Tafari Stevenson-Howard

Tafari Stevenson-Howard

In addition to sound healer, Tafari’s a devoted father of two, a seasoned yoga practitioner and a professional photographer. And a damn fine chef. 


Right now, he’s standing over a hot stove, recalling a crazy week of photoshoots and extra shifts as a substitute teacher. In a few weeks, he departs for Africa. It’s his first trip to the continent, and he’s got a lot to pack in. 


The night’s sound bath goes extra deep with some magic plant fortification, cleansing chakras and psyches. It finishes with a revival meal at 2am of arguably the most crispiest, most delicious tater tots ever. Guests pop into the kitchen for seconds and thirds, before falling back into their respective sections of the living room, drowsy and satiated.  


The clock strikes 3am. Some will crash here. Others will make their way home, sooner, hopefully, than later. 




Tafari provides sound healing during plant ceremonies, specifically ayahuasca and rapè.


“It was during an ayahuasca ceremony that I had a vision,” Tafari tells me.


“The vision initially was me rocking. I either was rocking, or I felt like I was rocking. There was this movement going on with my body. It didn’t feel voluntary—at all…I was just moving.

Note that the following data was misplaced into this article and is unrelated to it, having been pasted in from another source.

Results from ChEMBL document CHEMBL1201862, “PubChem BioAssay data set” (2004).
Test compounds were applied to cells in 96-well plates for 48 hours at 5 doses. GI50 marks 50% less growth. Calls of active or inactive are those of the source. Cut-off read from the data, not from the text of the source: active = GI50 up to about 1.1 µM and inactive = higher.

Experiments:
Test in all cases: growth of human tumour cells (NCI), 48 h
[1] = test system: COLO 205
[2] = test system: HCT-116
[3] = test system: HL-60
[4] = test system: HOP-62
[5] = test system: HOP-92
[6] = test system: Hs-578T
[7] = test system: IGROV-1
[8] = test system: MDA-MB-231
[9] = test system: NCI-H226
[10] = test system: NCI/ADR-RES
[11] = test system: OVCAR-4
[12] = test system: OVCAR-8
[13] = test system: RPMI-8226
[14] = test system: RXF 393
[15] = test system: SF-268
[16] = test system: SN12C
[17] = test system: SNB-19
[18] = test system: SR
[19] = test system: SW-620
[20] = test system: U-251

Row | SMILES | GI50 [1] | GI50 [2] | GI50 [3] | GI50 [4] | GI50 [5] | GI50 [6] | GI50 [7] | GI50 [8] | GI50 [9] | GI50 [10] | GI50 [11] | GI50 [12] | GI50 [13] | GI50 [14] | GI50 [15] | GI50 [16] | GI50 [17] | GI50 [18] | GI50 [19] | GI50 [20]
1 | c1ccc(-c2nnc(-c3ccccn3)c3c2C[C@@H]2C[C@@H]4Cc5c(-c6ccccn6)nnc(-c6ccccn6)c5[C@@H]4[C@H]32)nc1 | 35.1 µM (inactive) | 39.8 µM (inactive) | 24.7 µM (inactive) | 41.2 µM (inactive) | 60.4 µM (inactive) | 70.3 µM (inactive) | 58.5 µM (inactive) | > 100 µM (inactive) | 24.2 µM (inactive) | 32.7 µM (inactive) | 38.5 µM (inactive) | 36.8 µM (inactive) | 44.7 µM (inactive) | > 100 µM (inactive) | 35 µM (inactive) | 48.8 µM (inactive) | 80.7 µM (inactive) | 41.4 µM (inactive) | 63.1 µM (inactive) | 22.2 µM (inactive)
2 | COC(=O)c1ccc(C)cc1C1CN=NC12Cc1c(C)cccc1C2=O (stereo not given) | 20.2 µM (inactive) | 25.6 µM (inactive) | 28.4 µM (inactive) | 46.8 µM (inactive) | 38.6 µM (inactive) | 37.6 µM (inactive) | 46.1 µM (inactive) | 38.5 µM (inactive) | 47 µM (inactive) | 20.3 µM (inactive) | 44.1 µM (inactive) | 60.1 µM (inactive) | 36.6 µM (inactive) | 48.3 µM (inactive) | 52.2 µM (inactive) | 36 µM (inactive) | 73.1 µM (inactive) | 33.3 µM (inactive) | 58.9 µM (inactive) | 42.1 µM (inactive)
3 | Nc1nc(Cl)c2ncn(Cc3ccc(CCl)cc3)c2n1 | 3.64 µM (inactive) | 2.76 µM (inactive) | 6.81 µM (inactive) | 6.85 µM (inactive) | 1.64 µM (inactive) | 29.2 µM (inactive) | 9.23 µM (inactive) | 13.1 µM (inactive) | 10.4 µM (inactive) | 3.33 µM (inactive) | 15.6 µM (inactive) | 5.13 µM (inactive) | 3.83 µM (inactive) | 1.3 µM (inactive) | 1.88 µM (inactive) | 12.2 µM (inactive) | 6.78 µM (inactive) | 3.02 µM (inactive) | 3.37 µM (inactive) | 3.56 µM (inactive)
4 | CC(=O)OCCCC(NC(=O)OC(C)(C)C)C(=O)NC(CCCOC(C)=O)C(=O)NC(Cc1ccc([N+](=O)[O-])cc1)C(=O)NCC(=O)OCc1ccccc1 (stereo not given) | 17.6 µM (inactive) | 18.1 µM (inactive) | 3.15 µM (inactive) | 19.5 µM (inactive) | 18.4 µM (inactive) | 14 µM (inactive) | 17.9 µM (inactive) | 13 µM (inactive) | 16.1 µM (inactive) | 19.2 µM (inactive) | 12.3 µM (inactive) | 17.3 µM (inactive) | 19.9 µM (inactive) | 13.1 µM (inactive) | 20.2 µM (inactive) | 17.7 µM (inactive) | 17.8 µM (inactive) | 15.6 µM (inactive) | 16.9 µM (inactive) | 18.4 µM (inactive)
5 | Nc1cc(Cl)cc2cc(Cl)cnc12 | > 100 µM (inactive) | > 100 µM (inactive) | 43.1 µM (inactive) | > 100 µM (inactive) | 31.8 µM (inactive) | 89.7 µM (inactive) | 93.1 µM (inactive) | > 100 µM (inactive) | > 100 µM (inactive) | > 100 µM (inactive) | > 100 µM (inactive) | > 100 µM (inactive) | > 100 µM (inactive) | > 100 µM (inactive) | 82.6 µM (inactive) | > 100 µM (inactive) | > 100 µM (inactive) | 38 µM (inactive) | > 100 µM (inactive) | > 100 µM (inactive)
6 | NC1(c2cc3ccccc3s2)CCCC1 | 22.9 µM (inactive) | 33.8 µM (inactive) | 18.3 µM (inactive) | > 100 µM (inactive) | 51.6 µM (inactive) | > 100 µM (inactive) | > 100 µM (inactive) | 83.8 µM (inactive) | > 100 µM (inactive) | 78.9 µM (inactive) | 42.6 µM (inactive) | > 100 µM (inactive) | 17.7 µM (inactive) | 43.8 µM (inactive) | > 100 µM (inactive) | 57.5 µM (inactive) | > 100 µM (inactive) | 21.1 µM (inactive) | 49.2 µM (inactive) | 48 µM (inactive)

“As I was going through this experience, everything within my mind’s vision had a red film over it. Next thing you know, I’m starting to see black bodies—stacked. Then I see black women, all red—they’re black, but they’re red. And it became very clear: I’m on a slave ship. 

I’m surrounded by my ancestors. 


“There was never talking. I just saw these still bodies and these still faces of black women. At that point, I’m like, ‘Okay, I’m in a full trip right now. I’m going to let this process.’ But that theme continued to carry—of ancestors and movement.” 



Tafari’s in a sweat lodge when his third eye blows open and he starts having “very vivid visions.” This time a native man comes to him and just stares him in the face.